- India’s bioeconomy currently contributes 2.6% to the country’s GDP. The Department of Biotechnology (DBT) published the ‘Bioeconomy Report 2022,’ outlining a vision to increase this contribution to approximately 5% by 2030, which translates to a substantial growth of $220 billion in the span of eight years. Achieving this ambitious goal will necessitate significant investments and robust policy support.
- Funding for biotechnology in India has remained stagnant, with only a slight increase during the COVID-19 pandemic. The current allocation is a meagre 0.0001% of India’s GDP, which is insufficient for the sector’s growth and development.
- The lack of adequate funding not only hampers the growth of the bioeconomy but also affects pandemic preparedness efforts, where the DBT plays a crucial role. Attracting private funding is also essential for biotechnology research and development.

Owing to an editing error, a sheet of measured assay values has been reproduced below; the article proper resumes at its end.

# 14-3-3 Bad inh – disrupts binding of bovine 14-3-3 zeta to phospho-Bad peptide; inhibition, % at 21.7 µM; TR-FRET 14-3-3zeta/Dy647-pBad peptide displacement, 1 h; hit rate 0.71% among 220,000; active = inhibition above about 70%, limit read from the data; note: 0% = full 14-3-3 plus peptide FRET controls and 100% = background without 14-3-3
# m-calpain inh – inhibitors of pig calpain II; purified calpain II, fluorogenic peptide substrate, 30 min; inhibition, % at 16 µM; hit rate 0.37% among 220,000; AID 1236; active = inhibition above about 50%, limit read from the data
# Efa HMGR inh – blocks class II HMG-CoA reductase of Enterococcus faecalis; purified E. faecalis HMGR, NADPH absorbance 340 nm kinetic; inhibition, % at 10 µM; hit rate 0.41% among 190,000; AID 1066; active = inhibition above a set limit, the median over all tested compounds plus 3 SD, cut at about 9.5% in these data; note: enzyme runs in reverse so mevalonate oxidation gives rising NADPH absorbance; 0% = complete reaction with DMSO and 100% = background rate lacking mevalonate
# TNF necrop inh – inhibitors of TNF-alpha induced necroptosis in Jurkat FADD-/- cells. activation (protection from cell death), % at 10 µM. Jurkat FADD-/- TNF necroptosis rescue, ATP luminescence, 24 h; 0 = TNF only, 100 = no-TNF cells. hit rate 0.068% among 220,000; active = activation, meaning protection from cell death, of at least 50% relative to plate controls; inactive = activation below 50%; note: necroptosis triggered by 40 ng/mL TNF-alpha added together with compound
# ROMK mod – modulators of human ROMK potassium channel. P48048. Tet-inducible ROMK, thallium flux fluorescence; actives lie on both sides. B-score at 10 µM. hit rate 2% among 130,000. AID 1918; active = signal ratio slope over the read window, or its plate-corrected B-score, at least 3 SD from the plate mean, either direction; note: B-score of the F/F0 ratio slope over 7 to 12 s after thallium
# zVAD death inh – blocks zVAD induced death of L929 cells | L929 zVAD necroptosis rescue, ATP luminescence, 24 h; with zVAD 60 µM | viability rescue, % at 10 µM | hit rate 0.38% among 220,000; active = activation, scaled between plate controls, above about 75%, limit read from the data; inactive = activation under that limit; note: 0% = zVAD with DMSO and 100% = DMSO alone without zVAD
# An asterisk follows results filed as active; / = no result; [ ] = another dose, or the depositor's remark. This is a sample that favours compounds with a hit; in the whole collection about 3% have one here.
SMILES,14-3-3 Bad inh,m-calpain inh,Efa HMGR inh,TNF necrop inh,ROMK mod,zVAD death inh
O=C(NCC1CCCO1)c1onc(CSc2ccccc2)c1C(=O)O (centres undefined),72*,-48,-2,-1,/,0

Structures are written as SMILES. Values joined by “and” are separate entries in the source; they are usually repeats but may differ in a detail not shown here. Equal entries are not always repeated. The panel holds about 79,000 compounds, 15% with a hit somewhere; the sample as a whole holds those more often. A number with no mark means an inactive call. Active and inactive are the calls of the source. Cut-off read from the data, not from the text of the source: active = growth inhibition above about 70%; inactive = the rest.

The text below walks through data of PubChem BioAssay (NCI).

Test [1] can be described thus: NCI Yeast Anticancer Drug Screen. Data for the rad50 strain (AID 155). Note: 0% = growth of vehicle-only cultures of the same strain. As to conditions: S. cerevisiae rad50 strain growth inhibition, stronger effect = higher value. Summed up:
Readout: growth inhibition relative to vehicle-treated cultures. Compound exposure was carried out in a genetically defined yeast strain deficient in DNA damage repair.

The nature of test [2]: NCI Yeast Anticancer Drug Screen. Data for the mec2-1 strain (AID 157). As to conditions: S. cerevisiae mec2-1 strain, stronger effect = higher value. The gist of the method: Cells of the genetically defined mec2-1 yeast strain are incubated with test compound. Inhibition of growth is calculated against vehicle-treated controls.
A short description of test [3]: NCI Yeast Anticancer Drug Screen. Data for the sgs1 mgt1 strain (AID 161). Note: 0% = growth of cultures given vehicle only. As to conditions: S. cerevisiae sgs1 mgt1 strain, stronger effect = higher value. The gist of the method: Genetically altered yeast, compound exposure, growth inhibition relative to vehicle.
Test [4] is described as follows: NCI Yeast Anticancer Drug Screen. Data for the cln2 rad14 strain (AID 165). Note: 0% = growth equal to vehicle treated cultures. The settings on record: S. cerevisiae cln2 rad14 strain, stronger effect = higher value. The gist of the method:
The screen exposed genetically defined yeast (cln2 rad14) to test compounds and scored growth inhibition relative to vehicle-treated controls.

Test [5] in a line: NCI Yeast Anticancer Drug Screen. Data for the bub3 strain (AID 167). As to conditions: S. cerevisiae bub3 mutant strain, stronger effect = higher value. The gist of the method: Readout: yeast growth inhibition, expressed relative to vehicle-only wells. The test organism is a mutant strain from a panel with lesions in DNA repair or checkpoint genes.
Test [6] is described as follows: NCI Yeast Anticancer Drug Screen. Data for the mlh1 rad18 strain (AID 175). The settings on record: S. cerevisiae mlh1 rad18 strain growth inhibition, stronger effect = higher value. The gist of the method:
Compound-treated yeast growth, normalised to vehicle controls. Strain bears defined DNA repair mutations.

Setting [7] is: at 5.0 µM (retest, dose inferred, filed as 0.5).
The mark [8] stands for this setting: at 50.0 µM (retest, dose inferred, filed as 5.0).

Uncertainty in Genetically Engineered Insects Guidelines:
Uncertainty of Purpose:
- The ‘Guidelines for Genetically Engineered (GE) Insects’ released by DBT provide procedural roadmaps for creating GE insects but lack clarity on their intended purposes in India.
- While the guidelines highlight potential applications in areas like vector management, crop pest control, human health improvement, and environmental conservation, they do not explicitly state how GE insects can contribute to the broader bioeconomy.
Uncertainty for Researchers:
- The guidelines are applicable only to research and not for confined trials or deployment, making it challenging for researchers to determine the economic viability of their work.
- Deployment of GE insects would require approval from the Genetic Engineering Appraisal Committee (GEAC), but there is no clarity on the criteria for such approval.
Uncertainty of Ambit:
- The guidelines offer standard operating procedures for GE mosquitoes, crop pests, and beneficial insects but do not clearly define what qualifies as ‘beneficial.’
- The lack of clarity regarding which insect modifications are considered beneficial hinders funders and scientists from investing in this research.